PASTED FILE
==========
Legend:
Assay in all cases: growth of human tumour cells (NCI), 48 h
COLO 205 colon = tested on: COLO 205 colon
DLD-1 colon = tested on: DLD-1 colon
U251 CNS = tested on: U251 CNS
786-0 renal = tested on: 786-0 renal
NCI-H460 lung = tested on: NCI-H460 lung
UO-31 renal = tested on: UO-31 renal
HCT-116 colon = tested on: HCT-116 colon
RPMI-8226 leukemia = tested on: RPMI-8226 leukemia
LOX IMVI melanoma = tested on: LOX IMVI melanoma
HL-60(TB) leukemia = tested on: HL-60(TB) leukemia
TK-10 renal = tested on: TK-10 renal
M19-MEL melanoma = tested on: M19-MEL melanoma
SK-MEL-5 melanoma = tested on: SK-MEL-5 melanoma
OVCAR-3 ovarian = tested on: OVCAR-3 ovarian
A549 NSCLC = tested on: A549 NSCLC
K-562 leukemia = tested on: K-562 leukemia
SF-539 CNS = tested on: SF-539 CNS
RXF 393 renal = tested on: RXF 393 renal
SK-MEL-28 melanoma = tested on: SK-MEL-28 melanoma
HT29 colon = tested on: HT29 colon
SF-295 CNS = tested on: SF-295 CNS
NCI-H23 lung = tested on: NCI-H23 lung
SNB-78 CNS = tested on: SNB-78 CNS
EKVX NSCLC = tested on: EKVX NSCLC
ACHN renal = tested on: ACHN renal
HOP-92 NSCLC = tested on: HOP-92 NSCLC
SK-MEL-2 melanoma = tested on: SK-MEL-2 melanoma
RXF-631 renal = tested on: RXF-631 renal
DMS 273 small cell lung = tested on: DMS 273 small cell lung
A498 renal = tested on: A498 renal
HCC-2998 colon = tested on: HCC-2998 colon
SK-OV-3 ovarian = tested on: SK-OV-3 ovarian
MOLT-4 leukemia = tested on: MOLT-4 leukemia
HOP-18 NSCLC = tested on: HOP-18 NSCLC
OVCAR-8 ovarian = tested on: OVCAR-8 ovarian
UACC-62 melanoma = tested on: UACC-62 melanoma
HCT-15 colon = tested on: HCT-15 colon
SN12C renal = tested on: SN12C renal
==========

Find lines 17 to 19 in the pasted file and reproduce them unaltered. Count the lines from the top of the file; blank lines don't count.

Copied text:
A549 NSCLC = tested on: A549 NSCLC
K-562 leukemia = tested on: K-562 leukemia
SF-539 CNS = tested on: SF-539 CNS